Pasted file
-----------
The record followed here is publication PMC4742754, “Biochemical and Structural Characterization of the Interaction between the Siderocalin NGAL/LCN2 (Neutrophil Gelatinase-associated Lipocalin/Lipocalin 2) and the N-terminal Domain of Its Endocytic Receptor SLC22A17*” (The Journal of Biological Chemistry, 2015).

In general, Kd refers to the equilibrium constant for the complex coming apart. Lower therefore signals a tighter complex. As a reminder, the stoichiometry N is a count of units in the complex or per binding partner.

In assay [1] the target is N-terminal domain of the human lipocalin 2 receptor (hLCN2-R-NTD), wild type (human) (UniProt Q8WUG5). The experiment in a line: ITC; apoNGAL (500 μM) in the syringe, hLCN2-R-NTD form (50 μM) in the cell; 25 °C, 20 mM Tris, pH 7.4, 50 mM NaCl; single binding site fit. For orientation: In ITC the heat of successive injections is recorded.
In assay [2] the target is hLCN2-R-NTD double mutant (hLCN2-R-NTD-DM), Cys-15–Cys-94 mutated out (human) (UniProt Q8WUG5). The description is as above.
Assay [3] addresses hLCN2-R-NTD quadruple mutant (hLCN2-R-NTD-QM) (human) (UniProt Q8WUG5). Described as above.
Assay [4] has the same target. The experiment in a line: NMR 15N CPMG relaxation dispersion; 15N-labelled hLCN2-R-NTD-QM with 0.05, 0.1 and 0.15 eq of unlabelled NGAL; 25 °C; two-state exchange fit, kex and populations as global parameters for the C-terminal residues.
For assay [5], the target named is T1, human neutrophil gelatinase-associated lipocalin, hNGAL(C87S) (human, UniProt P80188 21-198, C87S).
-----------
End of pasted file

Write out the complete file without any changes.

The record followed here is publication PMC4742754, “Biochemical and Structural Characterization of the Interaction between the Siderocalin NGAL/LCN2 (Neutrophil Gelatinase-associated Lipocalin/Lipocalin 2) and the N-terminal Domain of Its Endocytic Receptor SLC22A17*” (The Journal of Biological Chemistry, 2015).

In general, Kd refers to the equilibrium constant for the complex coming apart. Lower therefore signals a tighter complex. As a reminder, the stoichiometry N is a count of units in the complex or per binding partner.

In assay [1] the target is N-terminal domain of the human lipocalin 2 receptor (hLCN2-R-NTD), wild type (human) (UniProt Q8WUG5). The experiment in a line: ITC; apoNGAL (500 μM) in the syringe, hLCN2-R-NTD form (50 μM) in the cell; 25 °C, 20 mM Tris, pH 7.4, 50 mM NaCl; single binding site fit. For orientation: In ITC the heat of successive injections is recorded.
In assay [2] the target is hLCN2-R-NTD double mutant (hLCN2-R-NTD-DM), Cys-15–Cys-94 mutated out (human) (UniProt Q8WUG5). The description is as above.
Assay [3] addresses hLCN2-R-NTD quadruple mutant (hLCN2-R-NTD-QM) (human) (UniProt Q8WUG5). Described as above.
Assay [4] has the same target. The experiment in a line: NMR 15N CPMG relaxation dispersion; 15N-labelled hLCN2-R-NTD-QM with 0.05, 0.1 and 0.15 eq of unlabelled NGAL; 25 °C; two-state exchange fit, kex and populations as global parameters for the C-terminal residues.
For assay [5], the target named is T1, human neutrophil gelatinase-associated lipocalin, hNGAL(C87S) (human, UniProt P80188 21-198, C87S).